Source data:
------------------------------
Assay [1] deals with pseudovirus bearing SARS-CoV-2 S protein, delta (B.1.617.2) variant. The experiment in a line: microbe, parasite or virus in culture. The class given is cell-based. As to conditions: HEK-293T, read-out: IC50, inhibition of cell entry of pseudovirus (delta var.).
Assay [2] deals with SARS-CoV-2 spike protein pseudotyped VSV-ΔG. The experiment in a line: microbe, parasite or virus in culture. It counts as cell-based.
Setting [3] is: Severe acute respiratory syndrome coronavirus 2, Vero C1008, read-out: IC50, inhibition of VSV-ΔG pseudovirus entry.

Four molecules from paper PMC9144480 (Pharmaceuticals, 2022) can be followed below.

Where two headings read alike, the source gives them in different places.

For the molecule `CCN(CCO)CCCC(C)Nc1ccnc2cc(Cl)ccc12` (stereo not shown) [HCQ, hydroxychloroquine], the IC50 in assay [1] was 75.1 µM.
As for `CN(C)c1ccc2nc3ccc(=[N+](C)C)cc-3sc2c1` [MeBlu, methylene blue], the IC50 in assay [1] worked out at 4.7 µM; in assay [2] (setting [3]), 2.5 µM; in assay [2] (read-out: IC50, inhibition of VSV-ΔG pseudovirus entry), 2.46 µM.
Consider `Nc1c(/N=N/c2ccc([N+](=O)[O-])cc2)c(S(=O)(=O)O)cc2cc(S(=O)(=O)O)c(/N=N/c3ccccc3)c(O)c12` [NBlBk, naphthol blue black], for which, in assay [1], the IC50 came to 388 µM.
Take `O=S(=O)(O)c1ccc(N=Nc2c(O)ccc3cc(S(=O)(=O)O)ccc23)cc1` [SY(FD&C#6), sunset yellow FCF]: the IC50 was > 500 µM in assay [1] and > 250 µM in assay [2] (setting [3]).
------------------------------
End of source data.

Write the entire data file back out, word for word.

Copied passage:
Assay [1] deals with pseudovirus bearing SARS-CoV-2 S protein, delta (B.1.617.2) variant. The experiment in a line: microbe, parasite or virus in culture. The class given is cell-based. As to conditions: HEK-293T, read-out: IC50, inhibition of cell entry of pseudovirus (delta var.).
Assay [2] deals with SARS-CoV-2 spike protein pseudotyped VSV-ΔG. The experiment in a line: microbe, parasite or virus in culture. It counts as cell-based.
Setting [3] is: Severe acute respiratory syndrome coronavirus 2, Vero C1008, read-out: IC50, inhibition of VSV-ΔG pseudovirus entry.

Four molecules from paper PMC9144480 (Pharmaceuticals, 2022) can be followed below.

Where two headings read alike, the source gives them in different places.

For the molecule `CCN(CCO)CCCC(C)Nc1ccnc2cc(Cl)ccc12` (stereo not shown) [HCQ, hydroxychloroquine], the IC50 in assay [1] was 75.1 µM.
As for `CN(C)c1ccc2nc3ccc(=[N+](C)C)cc-3sc2c1` [MeBlu, methylene blue], the IC50 in assay [1] worked out at 4.7 µM; in assay [2] (setting [3]), 2.5 µM; in assay [2] (read-out: IC50, inhibition of VSV-ΔG pseudovirus entry), 2.46 µM.
Consider `Nc1c(/N=N/c2ccc([N+](=O)[O-])cc2)c(S(=O)(=O)O)cc2cc(S(=O)(=O)O)c(/N=N/c3ccccc3)c(O)c12` [NBlBk, naphthol blue black], for which, in assay [1], the IC50 came to 388 µM.
Take `O=S(=O)(O)c1ccc(N=Nc2c(O)ccc3cc(S(=O)(=O)O)ccc23)cc1` [SY(FD&C#6), sunset yellow FCF]: the IC50 was > 500 µM in assay [1] and > 250 µM in assay [2] (setting [3]).